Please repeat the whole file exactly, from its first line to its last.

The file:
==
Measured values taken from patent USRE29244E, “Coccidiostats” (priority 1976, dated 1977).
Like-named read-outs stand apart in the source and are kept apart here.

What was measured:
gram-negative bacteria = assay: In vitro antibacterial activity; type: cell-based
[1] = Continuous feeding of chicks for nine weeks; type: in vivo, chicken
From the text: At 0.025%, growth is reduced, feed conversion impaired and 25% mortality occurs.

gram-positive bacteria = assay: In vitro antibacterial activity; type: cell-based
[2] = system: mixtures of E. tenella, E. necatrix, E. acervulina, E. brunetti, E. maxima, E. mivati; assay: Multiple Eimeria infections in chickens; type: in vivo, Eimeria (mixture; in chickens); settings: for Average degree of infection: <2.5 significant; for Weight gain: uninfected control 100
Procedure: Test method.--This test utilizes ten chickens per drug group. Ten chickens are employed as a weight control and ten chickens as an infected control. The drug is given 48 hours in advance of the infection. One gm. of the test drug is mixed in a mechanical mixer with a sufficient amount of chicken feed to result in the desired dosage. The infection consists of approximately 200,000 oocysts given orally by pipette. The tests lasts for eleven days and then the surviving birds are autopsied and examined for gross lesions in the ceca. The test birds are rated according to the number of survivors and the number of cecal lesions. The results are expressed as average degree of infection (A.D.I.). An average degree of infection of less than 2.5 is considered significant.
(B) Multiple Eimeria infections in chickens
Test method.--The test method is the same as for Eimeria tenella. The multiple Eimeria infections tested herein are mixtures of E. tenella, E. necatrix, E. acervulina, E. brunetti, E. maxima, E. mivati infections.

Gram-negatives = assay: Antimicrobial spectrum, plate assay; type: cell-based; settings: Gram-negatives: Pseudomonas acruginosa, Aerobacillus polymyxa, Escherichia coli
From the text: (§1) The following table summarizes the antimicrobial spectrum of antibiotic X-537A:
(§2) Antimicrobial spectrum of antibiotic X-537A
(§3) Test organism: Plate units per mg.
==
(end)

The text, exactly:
Measured values taken from patent USRE29244E, “Coccidiostats” (priority 1976, dated 1977).
Like-named read-outs stand apart in the source and are kept apart here.

What was measured:
gram-negative bacteria = assay: In vitro antibacterial activity; type: cell-based
[1] = Continuous feeding of chicks for nine weeks; type: in vivo, chicken
From the text: At 0.025%, growth is reduced, feed conversion impaired and 25% mortality occurs.

gram-positive bacteria = assay: In vitro antibacterial activity; type: cell-based
[2] = system: mixtures of E. tenella, E. necatrix, E. acervulina, E. brunetti, E. maxima, E. mivati; assay: Multiple Eimeria infections in chickens; type: in vivo, Eimeria (mixture; in chickens); settings: for Average degree of infection: <2.5 significant; for Weight gain: uninfected control 100
Procedure: Test method.--This test utilizes ten chickens per drug group. Ten chickens are employed as a weight control and ten chickens as an infected control. The drug is given 48 hours in advance of the infection. One gm. of the test drug is mixed in a mechanical mixer with a sufficient amount of chicken feed to result in the desired dosage. The infection consists of approximately 200,000 oocysts given orally by pipette. The tests lasts for eleven days and then the surviving birds are autopsied and examined for gross lesions in the ceca. The test birds are rated according to the number of survivors and the number of cecal lesions. The results are expressed as average degree of infection (A.D.I.). An average degree of infection of less than 2.5 is considered significant.
(B) Multiple Eimeria infections in chickens
Test method.--The test method is the same as for Eimeria tenella. The multiple Eimeria infections tested herein are mixtures of E. tenella, E. necatrix, E. acervulina, E. brunetti, E. maxima, E. mivati infections.

Gram-negatives = assay: Antimicrobial spectrum, plate assay; type: cell-based; settings: Gram-negatives: Pseudomonas acruginosa, Aerobacillus polymyxa, Escherichia coli
From the text: (§1) The following table summarizes the antimicrobial spectrum of antibiotic X-537A:
(§2) Antimicrobial spectrum of antibiotic X-537A
(§3) Test organism: Plate units per mg.